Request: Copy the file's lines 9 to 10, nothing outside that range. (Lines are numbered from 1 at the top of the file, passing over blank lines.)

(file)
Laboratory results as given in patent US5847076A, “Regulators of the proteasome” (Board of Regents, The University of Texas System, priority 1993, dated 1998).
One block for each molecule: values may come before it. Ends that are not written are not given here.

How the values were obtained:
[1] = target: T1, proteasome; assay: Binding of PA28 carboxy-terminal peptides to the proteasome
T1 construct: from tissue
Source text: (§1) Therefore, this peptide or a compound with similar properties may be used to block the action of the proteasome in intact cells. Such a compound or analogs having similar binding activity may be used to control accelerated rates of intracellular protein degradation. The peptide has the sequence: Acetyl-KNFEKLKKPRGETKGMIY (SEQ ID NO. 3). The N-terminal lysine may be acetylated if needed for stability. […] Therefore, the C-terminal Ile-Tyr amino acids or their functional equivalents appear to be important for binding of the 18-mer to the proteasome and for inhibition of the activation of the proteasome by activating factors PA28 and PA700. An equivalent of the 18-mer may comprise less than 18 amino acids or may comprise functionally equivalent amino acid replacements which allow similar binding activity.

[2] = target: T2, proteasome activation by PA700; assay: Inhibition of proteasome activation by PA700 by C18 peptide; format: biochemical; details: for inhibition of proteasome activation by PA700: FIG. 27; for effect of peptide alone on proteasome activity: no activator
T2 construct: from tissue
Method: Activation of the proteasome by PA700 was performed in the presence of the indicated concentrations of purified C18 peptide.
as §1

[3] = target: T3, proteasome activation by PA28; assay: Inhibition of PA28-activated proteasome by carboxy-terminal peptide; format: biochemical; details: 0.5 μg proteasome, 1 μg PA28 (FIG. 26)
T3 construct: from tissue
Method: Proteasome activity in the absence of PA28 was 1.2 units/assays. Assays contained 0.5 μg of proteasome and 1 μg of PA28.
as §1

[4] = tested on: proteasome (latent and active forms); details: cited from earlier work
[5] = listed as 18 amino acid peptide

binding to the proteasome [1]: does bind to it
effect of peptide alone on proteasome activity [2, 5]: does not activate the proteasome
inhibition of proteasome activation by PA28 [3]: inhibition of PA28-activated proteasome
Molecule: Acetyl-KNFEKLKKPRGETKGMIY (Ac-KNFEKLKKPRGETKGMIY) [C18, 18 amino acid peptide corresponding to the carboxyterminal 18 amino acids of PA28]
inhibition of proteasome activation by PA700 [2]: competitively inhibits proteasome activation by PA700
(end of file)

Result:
Method: Activation of the proteasome by PA700 was performed in the presence of the indicated concentrations of purified C18 peptide.
as §1